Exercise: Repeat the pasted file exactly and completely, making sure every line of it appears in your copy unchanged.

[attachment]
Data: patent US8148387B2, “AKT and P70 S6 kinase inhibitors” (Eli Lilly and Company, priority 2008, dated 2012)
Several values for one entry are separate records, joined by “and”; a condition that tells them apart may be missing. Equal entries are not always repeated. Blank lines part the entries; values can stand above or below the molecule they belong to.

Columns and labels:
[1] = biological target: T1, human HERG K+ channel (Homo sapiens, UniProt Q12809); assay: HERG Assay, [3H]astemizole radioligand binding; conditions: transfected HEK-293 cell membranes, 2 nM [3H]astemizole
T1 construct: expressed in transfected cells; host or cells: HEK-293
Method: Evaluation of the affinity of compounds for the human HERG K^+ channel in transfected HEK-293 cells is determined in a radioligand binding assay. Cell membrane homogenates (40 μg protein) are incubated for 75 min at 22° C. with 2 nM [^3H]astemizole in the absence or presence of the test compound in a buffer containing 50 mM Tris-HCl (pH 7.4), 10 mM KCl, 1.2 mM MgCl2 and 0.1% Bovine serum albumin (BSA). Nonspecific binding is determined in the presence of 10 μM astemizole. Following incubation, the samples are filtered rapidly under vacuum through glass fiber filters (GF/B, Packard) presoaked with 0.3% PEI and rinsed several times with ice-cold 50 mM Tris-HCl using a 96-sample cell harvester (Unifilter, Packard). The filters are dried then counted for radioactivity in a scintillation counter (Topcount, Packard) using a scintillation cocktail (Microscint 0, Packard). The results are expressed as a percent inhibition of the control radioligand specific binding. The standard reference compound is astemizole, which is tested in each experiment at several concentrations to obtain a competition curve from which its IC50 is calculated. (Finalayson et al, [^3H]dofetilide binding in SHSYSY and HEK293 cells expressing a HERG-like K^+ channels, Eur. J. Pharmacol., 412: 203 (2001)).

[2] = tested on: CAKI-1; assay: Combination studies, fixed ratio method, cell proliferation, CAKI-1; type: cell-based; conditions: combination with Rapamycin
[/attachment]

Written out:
Data: patent US8148387B2, “AKT and P70 S6 kinase inhibitors” (Eli Lilly and Company, priority 2008, dated 2012)
Several values for one entry are separate records, joined by “and”; a condition that tells them apart may be missing. Equal entries are not always repeated. Blank lines part the entries; values can stand above or below the molecule they belong to.

Columns and labels:
[1] = biological target: T1, human HERG K+ channel (Homo sapiens, UniProt Q12809); assay: HERG Assay, [3H]astemizole radioligand binding; conditions: transfected HEK-293 cell membranes, 2 nM [3H]astemizole
T1 construct: expressed in transfected cells; host or cells: HEK-293
Method: Evaluation of the affinity of compounds for the human HERG K^+ channel in transfected HEK-293 cells is determined in a radioligand binding assay. Cell membrane homogenates (40 μg protein) are incubated for 75 min at 22° C. with 2 nM [^3H]astemizole in the absence or presence of the test compound in a buffer containing 50 mM Tris-HCl (pH 7.4), 10 mM KCl, 1.2 mM MgCl2 and 0.1% Bovine serum albumin (BSA). Nonspecific binding is determined in the presence of 10 μM astemizole. Following incubation, the samples are filtered rapidly under vacuum through glass fiber filters (GF/B, Packard) presoaked with 0.3% PEI and rinsed several times with ice-cold 50 mM Tris-HCl using a 96-sample cell harvester (Unifilter, Packard). The filters are dried then counted for radioactivity in a scintillation counter (Topcount, Packard) using a scintillation cocktail (Microscint 0, Packard). The results are expressed as a percent inhibition of the control radioligand specific binding. The standard reference compound is astemizole, which is tested in each experiment at several concentrations to obtain a competition curve from which its IC50 is calculated. (Finalayson et al, [^3H]dofetilide binding in SHSYSY and HEK293 cells expressing a HERG-like K^+ channels, Eur. J. Pharmacol., 412: 203 (2001)).

[2] = tested on: CAKI-1; assay: Combination studies, fixed ratio method, cell proliferation, CAKI-1; type: cell-based; conditions: combination with Rapamycin